12,300 Sinai buildings razed by Egypt army: HRW
A decade-old jihadist insurgency in North Sinai province escalated in 2013 when the army overthrew Islamist president Mohamed Morsi.
"Between late 2013 and July 2020, the army destroyed at least 12,350 buildings, mostly homes, most recently in the El Arish area," HRW said.
"The army has also razed, ruined and closed off approximately 6,000 hectares (nearly 15,000 acres) of farmland, mostly since mid-2016," it added.
HRW said the demolitions and forced evictions "are violations of international humanitarian law, or the laws of war, and likely amount to war crimes".
The militants profess loyalty to the Islamic State group, the jihadist organisation which proclaimed a "caliphate" straddling Syria and Iraq in 2014 before succumbing to multiple offensives.
Most of their attacks have been in the Sinai Peninsula but they have also used the territory as a launchpad for attacks elsewhere in Egypt.
In February 2018, the government launched a nationwide operation against militants, focused on North Sinai.
"The demolitions and evictions reflect an abusive official mentality that dismisses the well-being of Sinai residents, which is key to the region's security and stability," HRW's deputy Middle East and North Africa director Joe Stork said.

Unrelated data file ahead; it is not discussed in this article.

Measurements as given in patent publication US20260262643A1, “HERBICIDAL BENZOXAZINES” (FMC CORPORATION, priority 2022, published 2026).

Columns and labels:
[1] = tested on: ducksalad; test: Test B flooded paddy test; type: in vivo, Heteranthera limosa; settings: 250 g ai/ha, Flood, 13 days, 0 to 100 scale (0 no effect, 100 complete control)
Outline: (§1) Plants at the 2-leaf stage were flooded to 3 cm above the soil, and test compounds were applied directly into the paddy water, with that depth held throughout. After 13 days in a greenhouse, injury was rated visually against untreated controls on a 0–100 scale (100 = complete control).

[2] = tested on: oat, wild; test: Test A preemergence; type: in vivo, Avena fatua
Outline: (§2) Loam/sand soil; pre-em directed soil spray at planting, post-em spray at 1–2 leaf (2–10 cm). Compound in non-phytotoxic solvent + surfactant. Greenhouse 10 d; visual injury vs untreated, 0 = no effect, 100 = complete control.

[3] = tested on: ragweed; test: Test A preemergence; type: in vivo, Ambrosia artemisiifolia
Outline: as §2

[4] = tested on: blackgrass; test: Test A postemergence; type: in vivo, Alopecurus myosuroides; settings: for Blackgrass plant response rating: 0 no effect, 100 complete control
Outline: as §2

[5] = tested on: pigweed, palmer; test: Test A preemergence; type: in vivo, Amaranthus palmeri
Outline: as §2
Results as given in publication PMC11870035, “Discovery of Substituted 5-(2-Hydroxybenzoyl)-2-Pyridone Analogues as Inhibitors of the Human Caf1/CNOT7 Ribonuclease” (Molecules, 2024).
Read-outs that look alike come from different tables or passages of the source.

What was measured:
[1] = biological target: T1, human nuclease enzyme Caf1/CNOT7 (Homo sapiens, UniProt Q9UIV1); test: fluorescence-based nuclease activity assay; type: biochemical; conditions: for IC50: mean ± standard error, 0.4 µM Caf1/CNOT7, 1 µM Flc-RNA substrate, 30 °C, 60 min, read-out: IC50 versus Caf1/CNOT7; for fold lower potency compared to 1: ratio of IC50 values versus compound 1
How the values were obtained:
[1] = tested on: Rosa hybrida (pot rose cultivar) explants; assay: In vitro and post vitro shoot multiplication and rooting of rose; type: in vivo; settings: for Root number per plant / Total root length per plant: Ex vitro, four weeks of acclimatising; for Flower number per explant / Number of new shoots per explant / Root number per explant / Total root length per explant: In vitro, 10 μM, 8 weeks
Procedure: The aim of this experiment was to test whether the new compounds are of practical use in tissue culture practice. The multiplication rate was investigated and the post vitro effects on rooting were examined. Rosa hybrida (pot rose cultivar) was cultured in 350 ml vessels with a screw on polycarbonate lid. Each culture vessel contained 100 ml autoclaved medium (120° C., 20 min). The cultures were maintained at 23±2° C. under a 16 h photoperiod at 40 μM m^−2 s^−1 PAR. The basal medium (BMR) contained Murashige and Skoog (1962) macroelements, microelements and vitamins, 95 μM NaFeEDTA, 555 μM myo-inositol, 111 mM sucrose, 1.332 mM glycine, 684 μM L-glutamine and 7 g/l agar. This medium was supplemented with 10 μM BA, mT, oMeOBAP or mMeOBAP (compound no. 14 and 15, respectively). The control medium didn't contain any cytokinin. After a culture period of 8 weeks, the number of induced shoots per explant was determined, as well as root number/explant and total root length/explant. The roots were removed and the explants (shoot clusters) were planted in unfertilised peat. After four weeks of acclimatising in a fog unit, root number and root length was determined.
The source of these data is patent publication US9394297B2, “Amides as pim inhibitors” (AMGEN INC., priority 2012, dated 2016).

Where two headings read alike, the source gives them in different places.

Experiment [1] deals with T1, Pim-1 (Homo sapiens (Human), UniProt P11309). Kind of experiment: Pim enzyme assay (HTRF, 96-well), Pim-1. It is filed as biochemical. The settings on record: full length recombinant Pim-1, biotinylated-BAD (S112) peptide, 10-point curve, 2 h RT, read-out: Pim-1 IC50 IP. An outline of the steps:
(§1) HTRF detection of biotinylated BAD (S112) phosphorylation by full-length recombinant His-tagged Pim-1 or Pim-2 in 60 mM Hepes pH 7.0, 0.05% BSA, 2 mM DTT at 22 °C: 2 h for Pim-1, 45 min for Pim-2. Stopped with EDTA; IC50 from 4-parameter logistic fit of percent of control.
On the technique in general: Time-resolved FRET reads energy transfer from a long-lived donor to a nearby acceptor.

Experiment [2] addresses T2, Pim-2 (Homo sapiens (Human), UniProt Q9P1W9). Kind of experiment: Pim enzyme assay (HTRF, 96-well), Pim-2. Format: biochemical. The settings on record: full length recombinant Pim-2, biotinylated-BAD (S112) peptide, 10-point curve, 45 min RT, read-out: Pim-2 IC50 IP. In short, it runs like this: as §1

HRW said analysis of satellite imagery collected between December 2017 and July 2020 showed the army had been clearing a buffer zone around the airport in the North Sinai provincial capital El Arish.
It said compensation payments for evicted residents had been slow and opaque with "thousands never listed”.
There was no immediate response to the allegations from the Egyptian authorities.
A previous report published by HRW in 2019 detailing "serious abuses" by the army against civilians in North Sinai drew angry denials from Cairo.
Dozens of security personnel have been killed in North Sinai since February 2018, according to official figures.
The army says some 970 suspected militants have also been killed.
But the province has remained largely closed to journalists, making the compilation of independent casualty figures almost impossible.